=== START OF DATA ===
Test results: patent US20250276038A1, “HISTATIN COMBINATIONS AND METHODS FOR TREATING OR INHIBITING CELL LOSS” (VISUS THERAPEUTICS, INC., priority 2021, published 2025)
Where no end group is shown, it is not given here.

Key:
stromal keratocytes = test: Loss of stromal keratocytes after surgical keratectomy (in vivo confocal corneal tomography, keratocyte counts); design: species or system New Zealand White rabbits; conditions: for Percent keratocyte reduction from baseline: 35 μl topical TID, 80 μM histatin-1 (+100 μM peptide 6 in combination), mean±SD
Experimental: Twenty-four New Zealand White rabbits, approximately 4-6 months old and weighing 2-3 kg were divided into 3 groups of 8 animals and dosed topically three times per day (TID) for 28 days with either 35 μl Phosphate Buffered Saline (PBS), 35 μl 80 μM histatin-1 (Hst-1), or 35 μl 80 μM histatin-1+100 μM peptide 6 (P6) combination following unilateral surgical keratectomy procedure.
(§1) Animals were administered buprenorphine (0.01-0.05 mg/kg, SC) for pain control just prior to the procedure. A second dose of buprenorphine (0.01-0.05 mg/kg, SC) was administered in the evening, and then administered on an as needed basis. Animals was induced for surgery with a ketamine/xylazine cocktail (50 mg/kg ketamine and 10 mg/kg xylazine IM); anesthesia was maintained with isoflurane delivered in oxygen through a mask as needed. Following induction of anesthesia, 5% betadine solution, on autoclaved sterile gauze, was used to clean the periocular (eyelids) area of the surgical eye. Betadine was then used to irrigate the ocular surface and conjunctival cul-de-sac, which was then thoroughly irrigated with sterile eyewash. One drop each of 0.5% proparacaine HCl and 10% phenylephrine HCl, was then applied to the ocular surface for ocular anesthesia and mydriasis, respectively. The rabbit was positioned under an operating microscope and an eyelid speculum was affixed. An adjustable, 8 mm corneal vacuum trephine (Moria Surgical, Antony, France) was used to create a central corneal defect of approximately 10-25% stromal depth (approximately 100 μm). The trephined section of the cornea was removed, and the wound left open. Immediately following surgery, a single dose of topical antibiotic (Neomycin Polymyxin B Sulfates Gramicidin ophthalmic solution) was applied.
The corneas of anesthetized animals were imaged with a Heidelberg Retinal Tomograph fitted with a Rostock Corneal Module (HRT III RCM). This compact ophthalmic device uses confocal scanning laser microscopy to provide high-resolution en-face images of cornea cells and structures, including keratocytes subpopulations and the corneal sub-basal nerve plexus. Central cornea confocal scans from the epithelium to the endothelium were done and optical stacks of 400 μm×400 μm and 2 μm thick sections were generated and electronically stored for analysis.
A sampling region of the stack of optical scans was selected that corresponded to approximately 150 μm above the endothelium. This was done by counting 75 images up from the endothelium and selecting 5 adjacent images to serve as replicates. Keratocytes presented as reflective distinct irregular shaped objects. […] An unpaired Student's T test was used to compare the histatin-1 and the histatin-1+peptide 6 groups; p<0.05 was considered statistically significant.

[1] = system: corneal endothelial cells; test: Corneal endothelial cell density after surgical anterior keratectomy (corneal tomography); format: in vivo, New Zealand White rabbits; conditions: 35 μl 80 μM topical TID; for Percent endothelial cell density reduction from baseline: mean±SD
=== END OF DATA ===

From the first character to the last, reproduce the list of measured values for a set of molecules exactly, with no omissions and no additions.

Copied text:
Test results: patent US20250276038A1, “HISTATIN COMBINATIONS AND METHODS FOR TREATING OR INHIBITING CELL LOSS” (VISUS THERAPEUTICS, INC., priority 2021, published 2025)
Where no end group is shown, it is not given here.

Key:
stromal keratocytes = test: Loss of stromal keratocytes after surgical keratectomy (in vivo confocal corneal tomography, keratocyte counts); design: species or system New Zealand White rabbits; conditions: for Percent keratocyte reduction from baseline: 35 μl topical TID, 80 μM histatin-1 (+100 μM peptide 6 in combination), mean±SD
Experimental: Twenty-four New Zealand White rabbits, approximately 4-6 months old and weighing 2-3 kg were divided into 3 groups of 8 animals and dosed topically three times per day (TID) for 28 days with either 35 μl Phosphate Buffered Saline (PBS), 35 μl 80 μM histatin-1 (Hst-1), or 35 μl 80 μM histatin-1+100 μM peptide 6 (P6) combination following unilateral surgical keratectomy procedure.
(§1) Animals were administered buprenorphine (0.01-0.05 mg/kg, SC) for pain control just prior to the procedure. A second dose of buprenorphine (0.01-0.05 mg/kg, SC) was administered in the evening, and then administered on an as needed basis. Animals was induced for surgery with a ketamine/xylazine cocktail (50 mg/kg ketamine and 10 mg/kg xylazine IM); anesthesia was maintained with isoflurane delivered in oxygen through a mask as needed. Following induction of anesthesia, 5% betadine solution, on autoclaved sterile gauze, was used to clean the periocular (eyelids) area of the surgical eye. Betadine was then used to irrigate the ocular surface and conjunctival cul-de-sac, which was then thoroughly irrigated with sterile eyewash. One drop each of 0.5% proparacaine HCl and 10% phenylephrine HCl, was then applied to the ocular surface for ocular anesthesia and mydriasis, respectively. The rabbit was positioned under an operating microscope and an eyelid speculum was affixed. An adjustable, 8 mm corneal vacuum trephine (Moria Surgical, Antony, France) was used to create a central corneal defect of approximately 10-25% stromal depth (approximately 100 μm). The trephined section of the cornea was removed, and the wound left open. Immediately following surgery, a single dose of topical antibiotic (Neomycin Polymyxin B Sulfates Gramicidin ophthalmic solution) was applied.
The corneas of anesthetized animals were imaged with a Heidelberg Retinal Tomograph fitted with a Rostock Corneal Module (HRT III RCM). This compact ophthalmic device uses confocal scanning laser microscopy to provide high-resolution en-face images of cornea cells and structures, including keratocytes subpopulations and the corneal sub-basal nerve plexus. Central cornea confocal scans from the epithelium to the endothelium were done and optical stacks of 400 μm×400 μm and 2 μm thick sections were generated and electronically stored for analysis.
A sampling region of the stack of optical scans was selected that corresponded to approximately 150 μm above the endothelium. This was done by counting 75 images up from the endothelium and selecting 5 adjacent images to serve as replicates. Keratocytes presented as reflective distinct irregular shaped objects. […] An unpaired Student's T test was used to compare the histatin-1 and the histatin-1+peptide 6 groups; p<0.05 was considered statistically significant.

[1] = system: corneal endothelial cells; test: Corneal endothelial cell density after surgical anterior keratectomy (corneal tomography); format: in vivo, New Zealand White rabbits; conditions: 35 μl 80 μM topical TID; for Percent endothelial cell density reduction from baseline: mean±SD